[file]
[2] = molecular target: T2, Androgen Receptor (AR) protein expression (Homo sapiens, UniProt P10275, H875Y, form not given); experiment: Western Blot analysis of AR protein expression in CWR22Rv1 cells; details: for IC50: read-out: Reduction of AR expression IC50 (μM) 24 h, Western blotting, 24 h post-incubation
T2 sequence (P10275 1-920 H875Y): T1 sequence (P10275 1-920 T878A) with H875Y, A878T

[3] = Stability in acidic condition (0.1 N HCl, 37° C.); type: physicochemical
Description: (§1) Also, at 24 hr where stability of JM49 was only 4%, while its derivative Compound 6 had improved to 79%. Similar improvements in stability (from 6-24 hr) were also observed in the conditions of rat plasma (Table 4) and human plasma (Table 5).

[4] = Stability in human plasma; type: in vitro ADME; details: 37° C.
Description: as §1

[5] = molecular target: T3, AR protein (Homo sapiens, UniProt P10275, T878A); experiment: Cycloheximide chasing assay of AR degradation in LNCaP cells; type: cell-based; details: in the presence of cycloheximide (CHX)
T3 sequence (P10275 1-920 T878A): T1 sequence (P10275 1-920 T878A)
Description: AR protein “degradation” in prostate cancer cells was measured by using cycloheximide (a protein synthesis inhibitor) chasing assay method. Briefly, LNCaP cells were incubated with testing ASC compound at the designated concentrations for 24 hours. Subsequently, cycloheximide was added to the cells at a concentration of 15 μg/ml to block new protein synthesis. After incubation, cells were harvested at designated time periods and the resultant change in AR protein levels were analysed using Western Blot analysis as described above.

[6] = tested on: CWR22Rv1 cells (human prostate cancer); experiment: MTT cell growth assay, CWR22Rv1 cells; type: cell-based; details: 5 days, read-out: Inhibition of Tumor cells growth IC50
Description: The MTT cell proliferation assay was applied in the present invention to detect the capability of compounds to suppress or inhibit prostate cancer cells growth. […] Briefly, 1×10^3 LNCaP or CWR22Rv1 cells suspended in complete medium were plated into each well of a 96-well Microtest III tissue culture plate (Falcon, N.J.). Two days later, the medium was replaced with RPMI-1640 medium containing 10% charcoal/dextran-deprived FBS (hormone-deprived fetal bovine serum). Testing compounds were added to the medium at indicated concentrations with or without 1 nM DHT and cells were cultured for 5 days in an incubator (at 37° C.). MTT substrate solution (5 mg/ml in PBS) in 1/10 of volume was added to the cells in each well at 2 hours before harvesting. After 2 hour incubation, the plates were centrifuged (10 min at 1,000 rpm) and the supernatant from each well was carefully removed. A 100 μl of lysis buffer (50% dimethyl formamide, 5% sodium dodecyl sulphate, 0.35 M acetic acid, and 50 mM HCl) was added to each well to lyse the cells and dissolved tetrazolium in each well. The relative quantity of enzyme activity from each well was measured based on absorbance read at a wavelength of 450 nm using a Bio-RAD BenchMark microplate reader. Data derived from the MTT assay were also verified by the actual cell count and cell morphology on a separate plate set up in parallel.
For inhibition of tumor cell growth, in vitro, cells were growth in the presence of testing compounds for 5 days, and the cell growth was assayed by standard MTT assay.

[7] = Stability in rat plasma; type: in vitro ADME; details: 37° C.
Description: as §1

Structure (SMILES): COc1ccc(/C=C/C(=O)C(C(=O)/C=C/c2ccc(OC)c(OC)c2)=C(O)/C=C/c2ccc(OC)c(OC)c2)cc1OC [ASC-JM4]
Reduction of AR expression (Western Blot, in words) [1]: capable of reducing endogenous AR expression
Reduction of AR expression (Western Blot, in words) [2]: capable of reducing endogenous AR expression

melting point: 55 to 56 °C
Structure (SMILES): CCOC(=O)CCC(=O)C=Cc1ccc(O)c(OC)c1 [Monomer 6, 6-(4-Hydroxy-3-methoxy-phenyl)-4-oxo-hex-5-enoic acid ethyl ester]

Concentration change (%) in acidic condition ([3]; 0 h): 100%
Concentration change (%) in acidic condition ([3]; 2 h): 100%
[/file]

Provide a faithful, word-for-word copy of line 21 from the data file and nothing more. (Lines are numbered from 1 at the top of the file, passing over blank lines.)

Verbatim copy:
Concentration change (%) in acidic condition ([3]; 2 h): 100%